Pygmy stonecrop (or pygmy-weed, Crassula connata) is a tiny native plant of early spring. It sometimes looks like moss, and it sometimes looks like a paprika spill, but it rarely looks like a mature, flowering plant. It bares little resemblance to its more dramatic ornamental relatives such as jade plant, live-forever, elephant ears and purple pinwheel.
Other Common Names:
Pygmyweed, pygmy-weed, pygmy weed, pigmyweed, pigmy-weed, sand pygmy-stonecrop, erect pygmy-weed
Pygmy stonecrop is a tiny, succulent, short-lived annual that rarely reaches two and a half inches (6 cm) high. Plants are green when young, often turning red as they age. Several branched or unbranched stems arise from the base. The fleshy leaves are sessile, opposite on the stem with the bases joined. Leaves are oval or oblong, 3/64 – 1/8 inch (1 – 3 mm) long, usually rounded at the tip, with a more convex surface below, giving them a jelly-bean shape. The margins are smooth with one or more glands on the lower surface that appear as rose-red dots.
Flowers occur in the leaf axils, often crowded together toward the branch ends. Flowers are about 3/64 inch (1 – 1.3 mm) across, and radially symmetrical, with four sepals, petals, stamens, and pistils. Sepals are fleshy, more or less triangular with a colorless point at the tip; they are light green, often with rose-colored spots resembling leaf glands. Petals are smaller than sepals and are not fleshy; they are colorless to whitish; the tips are drawn into a narrow point. There are four separate pistils, often bright rose in color. The four ovaries are superior. The reported flowering time is Feb.-May.1 Flowers are also seen in January in the Reserve.
Sepals are retained as the four one-chambered seedpods mature. Pods split open along the inner edge, each releasing one or two tiny brown seeds with faint surface striations.
Note: Pygmy stonecrop is described as glabrous (without hairs). We presume that the colorless filaments seen in many of our images are contaminants; they look very much like willow-fluff.
Pygmy stonecrop is found in the far western part of North America from southern British Columbia to northern Mexico, including parts of Arizona and Texas. It has a disjunct distribution as far south as Chile.182 At the northern edge of its range, in Washington and British Columbia, pygmy stonecrop is listed as critically impaired, 182,248 threatened by habitat loss and trampling.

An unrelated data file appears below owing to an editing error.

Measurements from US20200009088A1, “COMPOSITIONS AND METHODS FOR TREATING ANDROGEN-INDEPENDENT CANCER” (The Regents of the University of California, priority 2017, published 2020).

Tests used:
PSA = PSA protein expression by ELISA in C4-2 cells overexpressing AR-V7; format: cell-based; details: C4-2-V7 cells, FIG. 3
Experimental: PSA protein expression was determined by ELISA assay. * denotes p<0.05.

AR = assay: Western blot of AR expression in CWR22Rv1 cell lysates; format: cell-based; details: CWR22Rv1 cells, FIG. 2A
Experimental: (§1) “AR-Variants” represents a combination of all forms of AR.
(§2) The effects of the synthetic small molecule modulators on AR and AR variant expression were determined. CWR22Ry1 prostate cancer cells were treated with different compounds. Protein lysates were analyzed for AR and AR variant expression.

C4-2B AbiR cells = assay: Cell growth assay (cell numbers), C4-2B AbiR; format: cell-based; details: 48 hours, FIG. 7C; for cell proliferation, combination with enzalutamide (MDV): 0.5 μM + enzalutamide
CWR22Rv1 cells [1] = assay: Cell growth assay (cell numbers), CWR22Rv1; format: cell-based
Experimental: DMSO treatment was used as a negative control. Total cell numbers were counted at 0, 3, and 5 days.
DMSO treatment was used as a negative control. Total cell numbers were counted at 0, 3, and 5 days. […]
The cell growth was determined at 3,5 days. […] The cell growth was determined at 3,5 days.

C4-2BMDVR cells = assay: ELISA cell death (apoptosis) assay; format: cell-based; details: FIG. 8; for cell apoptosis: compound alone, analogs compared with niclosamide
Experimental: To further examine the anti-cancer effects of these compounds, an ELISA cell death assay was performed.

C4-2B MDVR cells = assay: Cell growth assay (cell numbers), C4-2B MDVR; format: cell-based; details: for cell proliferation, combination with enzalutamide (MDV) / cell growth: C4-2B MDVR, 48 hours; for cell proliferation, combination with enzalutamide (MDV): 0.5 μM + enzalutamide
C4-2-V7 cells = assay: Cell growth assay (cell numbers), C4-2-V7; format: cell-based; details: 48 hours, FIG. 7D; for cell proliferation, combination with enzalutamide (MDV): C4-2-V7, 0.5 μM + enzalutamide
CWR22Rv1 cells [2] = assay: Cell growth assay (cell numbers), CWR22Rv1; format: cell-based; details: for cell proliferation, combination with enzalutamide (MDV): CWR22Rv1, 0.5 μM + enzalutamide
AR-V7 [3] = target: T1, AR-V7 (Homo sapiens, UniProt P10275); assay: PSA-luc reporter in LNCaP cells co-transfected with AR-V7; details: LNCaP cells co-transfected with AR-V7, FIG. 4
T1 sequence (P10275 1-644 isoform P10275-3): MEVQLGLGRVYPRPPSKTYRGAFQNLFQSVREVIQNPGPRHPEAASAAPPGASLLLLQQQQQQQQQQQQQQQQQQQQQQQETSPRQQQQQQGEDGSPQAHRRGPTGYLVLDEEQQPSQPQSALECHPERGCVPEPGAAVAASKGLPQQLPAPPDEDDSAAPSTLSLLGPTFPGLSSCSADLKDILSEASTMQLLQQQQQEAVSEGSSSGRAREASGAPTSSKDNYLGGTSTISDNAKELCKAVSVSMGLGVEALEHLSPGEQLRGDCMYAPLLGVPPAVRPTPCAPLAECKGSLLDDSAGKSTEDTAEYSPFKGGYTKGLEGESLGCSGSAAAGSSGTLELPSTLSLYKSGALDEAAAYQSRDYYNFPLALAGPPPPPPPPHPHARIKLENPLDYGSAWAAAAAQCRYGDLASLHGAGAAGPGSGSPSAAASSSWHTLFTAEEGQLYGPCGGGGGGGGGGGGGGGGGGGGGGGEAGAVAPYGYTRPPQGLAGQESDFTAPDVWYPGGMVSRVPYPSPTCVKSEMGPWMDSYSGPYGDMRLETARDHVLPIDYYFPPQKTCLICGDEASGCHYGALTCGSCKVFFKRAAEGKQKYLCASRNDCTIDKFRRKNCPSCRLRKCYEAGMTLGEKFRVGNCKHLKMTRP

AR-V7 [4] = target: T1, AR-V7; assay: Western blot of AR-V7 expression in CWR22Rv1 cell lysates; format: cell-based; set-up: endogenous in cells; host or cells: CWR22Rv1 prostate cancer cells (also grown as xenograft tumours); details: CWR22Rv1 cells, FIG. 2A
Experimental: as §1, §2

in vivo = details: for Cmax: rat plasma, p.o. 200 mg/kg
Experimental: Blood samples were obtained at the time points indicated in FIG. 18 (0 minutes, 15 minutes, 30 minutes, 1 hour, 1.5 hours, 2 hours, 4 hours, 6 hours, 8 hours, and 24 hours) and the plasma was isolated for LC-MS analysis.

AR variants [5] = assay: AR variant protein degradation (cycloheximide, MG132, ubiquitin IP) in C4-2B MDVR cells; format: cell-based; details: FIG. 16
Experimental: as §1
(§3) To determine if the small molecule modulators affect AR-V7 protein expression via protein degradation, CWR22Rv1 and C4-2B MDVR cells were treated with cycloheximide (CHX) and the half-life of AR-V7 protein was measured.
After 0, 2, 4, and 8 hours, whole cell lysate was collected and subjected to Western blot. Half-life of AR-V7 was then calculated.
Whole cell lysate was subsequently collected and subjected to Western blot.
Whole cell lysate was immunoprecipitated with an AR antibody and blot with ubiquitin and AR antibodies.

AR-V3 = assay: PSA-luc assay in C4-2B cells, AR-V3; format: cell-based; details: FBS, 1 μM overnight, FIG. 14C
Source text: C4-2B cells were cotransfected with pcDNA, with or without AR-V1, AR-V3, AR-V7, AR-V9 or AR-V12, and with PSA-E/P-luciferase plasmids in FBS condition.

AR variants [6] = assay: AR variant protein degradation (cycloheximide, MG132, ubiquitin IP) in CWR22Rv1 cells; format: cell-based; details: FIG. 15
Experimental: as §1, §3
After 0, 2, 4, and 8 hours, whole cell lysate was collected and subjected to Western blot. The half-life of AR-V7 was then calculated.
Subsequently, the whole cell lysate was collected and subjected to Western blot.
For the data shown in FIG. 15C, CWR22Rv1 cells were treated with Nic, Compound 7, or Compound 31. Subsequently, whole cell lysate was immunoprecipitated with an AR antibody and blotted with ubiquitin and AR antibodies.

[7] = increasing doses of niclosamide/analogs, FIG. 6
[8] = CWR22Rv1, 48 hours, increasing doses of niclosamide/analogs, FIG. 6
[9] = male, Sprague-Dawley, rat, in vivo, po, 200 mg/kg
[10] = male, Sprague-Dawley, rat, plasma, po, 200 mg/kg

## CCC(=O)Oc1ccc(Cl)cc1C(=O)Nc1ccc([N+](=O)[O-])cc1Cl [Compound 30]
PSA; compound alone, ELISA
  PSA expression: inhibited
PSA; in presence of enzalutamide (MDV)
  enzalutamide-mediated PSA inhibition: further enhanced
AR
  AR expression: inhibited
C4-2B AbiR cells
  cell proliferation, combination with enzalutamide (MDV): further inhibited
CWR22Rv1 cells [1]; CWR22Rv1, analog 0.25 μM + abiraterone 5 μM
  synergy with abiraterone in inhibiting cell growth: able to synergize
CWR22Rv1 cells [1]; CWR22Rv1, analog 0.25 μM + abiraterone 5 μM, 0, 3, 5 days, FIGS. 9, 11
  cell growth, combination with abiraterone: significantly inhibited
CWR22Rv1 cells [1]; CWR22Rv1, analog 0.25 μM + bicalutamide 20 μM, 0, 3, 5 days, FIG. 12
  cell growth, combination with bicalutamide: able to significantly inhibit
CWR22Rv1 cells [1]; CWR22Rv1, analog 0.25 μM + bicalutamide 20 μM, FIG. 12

In California, it has been reported throughout the coastal areas and in the Central Valley, below 5000 feet (1600 m). It is found within a variety of vegetation types, but prefers open, sandy soil, especially depressions and slightly moist spots.59
In the Reserve, pygmy stonecrop is widespread but easily overlooked. It is found in late winter and spring along most of the trails, on both sides of the estuary and on both sides of the freeway.
Pygmy stonecrop is a dicot angiosperm in the stonecrop family (Crassulaceae). Members of this family are mostly succulent herbs. The family is centered in South Africa but found worldwide except in Australia and the Southwest Pacific islands. The typical stonecrop flower has 3-5 unfused sepals and 3-5 petals. The stamens are equal to or double the number of petals. There are 3-5 pistils. Fruits consist of 3-5 unfused, dry, tear-drop shaped, one-chambered capsules, each producing several to many seeds.
There are many succulent ornamental plants in the stonecrop family. Their architectural diversity has prompted fanciful names like jade plant (Crassula ovata), neon showy stonecrop (in the genus Sedum), Blackbeard and blushing Aeonium and Purple Pinwheel (in the genus Aeonium), wax Agave (in the genus Echeveria), elephant ears and paddle plant (in the genus Kalanchoe) and live-forever (in the genus Dudleya).206
Other native stonecrop family members in the Reserve are three species in the live-for-ever genus, Dudleya: lance-leafed dudleya (D. lanceolata), chalk dudleya (D. pulverulenta) and ladies-fingers (D. edulis). A non-native ornamental, tree aeonium (Aeonium arborea) is occasionally found.48
Alternate Scientific Names:
Crassula erecta, Tillea erecta
All members of the stonecrop family (and some plants in other families) photosynthesize using “Crassulacean Acid Metabolism” (CAM). Most plants take up carbon dioxide and release oxygen during the day when carbon dioxide can be immediately used for photosynthesis. Most water loss occurs during this exchange of gasses. With CAM, plants exchange gasses at night, temporarily storing carbon dioxide internally until the following day when energy from sunlight is available to complete the production of carbohydrates. Since gas exchange occurs during the night when temperatures are lower and humidity higher, the loss of water is reduced.
CAM appears to be an adaptation to warm, dry climates. In spite of using CAM, however, pygmy stonecrop does not persist into the dry months, disappearing in the late spring.
We know of no uses, either past or present, for pygmy stonecrop.
Pygmy stonecrop along with two closely-related species are our smallest native succulents, “. . . tiny annual plants . . . that no True succulent collector has ever deigned to notice.”251